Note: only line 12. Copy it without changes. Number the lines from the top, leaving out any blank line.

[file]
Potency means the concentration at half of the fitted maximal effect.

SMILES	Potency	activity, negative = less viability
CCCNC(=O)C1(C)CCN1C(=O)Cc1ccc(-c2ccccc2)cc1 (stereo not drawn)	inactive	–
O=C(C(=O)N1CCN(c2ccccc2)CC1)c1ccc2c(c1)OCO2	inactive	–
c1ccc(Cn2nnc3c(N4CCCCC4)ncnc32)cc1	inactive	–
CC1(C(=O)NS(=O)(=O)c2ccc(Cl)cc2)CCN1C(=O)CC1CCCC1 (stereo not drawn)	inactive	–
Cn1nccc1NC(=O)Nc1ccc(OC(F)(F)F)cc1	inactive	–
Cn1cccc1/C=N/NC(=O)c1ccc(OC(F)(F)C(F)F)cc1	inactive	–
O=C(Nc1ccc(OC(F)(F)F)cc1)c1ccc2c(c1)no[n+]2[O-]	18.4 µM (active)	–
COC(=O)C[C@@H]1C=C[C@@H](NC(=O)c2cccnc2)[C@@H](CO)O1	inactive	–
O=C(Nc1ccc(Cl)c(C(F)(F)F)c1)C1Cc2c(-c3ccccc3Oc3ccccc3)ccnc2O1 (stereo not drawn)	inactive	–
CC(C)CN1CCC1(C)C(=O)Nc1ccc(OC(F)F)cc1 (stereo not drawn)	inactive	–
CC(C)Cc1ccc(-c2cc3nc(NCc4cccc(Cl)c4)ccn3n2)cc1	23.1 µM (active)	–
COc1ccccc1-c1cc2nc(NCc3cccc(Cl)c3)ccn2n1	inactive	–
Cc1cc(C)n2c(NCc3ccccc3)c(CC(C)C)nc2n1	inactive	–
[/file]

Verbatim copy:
CC(C)CN1CCC1(C)C(=O)Nc1ccc(OC(F)F)cc1 (stereo not drawn)	inactive	–